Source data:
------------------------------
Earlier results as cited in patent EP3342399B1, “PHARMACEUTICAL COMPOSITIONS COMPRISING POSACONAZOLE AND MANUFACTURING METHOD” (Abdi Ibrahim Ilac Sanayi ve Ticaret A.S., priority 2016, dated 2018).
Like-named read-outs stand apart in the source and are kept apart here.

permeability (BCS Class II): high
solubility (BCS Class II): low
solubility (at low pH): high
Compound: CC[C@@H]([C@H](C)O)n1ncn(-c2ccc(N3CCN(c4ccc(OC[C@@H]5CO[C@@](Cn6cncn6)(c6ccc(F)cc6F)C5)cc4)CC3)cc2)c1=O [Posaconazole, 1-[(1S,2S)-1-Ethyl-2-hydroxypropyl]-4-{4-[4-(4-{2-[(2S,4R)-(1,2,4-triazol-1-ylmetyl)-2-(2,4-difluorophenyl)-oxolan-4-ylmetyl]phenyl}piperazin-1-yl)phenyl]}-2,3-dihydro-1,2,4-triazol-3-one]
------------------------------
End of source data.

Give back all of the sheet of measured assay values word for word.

Earlier results as cited in patent EP3342399B1, “PHARMACEUTICAL COMPOSITIONS COMPRISING POSACONAZOLE AND MANUFACTURING METHOD” (Abdi Ibrahim Ilac Sanayi ve Ticaret A.S., priority 2016, dated 2018).
Like-named read-outs stand apart in the source and are kept apart here.

permeability (BCS Class II): high
solubility (BCS Class II): low
solubility (at low pH): high
Compound: CC[C@@H]([C@H](C)O)n1ncn(-c2ccc(N3CCN(c4ccc(OC[C@@H]5CO[C@@](Cn6cncn6)(c6ccc(F)cc6F)C5)cc4)CC3)cc2)c1=O [Posaconazole, 1-[(1S,2S)-1-Ethyl-2-hydroxypropyl]-4-{4-[4-(4-{2-[(2S,4R)-(1,2,4-triazol-1-ylmetyl)-2-(2,4-difluorophenyl)-oxolan-4-ylmetyl]phenyl}piperazin-1-yl)phenyl]}-2,3-dihydro-1,2,4-triazol-3-one]